- KwaZulu-Natal snake rescuer Nick Evans had a close shave with a green mamba he caught in a wendy house.
- Suddenly the snake panicked and bolted toward him.
- But it enabled Evans to make a "quick and easy" catch.
KwaZulu-Natal snake rescuer Nick Evans had a close shave with a green mamba he caught in a residential wendy house south of Durban.
But he managed to grab the slithery customer when it panicked and came toward him.
"One of the residents noticed it on the deck of the wendy [house] and, if I'm not mistaken, thought it was a hose," said Evans.
"He stepped back, and the snake was seen slithering up the door before it went into the wendy.
"I opened the door of the wendy house, which was being used as a storeroom, and it was absolutely full! My heart sank. I could see myself searching for a while.
"Green mambas are arboreal. They love to climb. So, I scanned around the top shelves of the Wendy, and to my left, caught a glimpse of the body on a top shelf, a quick and easy find.
"I approached it and sensing me, it tried to hide, moving up against the wall, behind some random objects.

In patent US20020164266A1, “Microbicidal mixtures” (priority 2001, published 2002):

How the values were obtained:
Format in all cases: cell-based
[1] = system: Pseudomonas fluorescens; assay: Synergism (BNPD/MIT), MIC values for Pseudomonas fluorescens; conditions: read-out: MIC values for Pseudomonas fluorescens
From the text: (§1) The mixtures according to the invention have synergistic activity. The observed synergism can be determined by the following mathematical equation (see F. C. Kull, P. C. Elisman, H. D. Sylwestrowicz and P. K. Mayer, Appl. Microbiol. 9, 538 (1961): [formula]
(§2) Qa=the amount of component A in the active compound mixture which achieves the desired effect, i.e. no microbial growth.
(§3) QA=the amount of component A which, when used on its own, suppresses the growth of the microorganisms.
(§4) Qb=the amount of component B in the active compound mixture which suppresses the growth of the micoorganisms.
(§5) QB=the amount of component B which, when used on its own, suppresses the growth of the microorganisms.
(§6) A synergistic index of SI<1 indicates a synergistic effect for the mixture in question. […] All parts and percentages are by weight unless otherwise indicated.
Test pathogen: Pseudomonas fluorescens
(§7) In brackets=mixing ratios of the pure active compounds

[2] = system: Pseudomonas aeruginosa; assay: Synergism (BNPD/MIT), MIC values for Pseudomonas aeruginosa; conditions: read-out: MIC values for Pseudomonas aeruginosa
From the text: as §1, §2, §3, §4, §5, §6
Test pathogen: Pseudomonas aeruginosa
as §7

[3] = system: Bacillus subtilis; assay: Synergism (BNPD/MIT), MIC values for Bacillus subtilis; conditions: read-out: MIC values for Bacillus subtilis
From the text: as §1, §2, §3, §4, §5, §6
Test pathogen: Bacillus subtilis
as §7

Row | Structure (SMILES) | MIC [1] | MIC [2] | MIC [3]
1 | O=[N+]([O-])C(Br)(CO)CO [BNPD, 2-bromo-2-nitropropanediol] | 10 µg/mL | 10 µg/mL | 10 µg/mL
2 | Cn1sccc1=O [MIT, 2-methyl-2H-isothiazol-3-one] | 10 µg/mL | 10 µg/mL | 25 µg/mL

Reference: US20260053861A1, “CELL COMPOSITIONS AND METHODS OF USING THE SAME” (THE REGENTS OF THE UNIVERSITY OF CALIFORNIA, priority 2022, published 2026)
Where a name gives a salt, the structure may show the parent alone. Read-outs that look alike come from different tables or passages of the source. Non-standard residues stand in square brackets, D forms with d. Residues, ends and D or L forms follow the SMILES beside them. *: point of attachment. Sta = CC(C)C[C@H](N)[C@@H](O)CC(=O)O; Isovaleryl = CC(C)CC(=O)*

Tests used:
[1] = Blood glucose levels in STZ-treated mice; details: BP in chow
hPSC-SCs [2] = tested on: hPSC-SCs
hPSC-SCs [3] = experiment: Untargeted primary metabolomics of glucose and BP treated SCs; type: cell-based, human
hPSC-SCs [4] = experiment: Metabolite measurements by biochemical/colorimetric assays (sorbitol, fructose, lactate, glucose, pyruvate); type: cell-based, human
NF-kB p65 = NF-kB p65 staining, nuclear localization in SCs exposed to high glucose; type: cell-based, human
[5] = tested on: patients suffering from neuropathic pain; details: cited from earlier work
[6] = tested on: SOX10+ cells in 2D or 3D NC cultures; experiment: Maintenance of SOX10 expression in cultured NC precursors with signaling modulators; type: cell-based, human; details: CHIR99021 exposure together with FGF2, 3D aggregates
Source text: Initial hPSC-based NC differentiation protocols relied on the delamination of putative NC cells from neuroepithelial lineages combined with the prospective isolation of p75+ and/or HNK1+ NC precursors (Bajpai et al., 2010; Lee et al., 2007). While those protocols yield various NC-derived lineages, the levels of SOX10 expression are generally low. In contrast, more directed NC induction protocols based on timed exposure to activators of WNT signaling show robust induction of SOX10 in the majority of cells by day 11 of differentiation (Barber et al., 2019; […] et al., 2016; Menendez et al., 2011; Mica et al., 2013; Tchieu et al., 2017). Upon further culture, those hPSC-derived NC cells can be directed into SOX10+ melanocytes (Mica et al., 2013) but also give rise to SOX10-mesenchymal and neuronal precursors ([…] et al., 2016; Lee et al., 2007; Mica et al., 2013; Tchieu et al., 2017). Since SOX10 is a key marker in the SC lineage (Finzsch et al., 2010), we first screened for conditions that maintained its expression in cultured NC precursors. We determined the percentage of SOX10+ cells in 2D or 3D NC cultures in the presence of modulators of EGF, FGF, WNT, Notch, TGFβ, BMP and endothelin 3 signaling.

"But then, it panicked and thought it needed to move. It came out right toward me, allowing me to grab it with relative ease."
Evans described it as "a quick and easy find and a quick and easy catch". The mamba was fairly young and about 1.2m long. Evans released it later on Saturday.
But, said Evans, his weekend started on a more disappointing note.
"I was woken up with a phone call just after 06:00 by a large organisation. There was a spotted bush snake that needed removing at their one premises, to help calm the nerves of the staff," Evans said.
"Well, I arrived, and the snake had been beaten to death. It was gravid, full of eggs. I left, feeling extremely depressed.
"The real kick in the teeth was that I have done many talks there, for the staff, in order to prevent this. Then seeing this just made me think it was all a waste of time. No apology, no explanation, no offer to cover my petrol costs, nothing."
As for the green mamba, Evans said it was a "rare treat" to handle the snake.
"I only get a handful a year, due to them being restricted to coastal forests, and usually staying in the trees."
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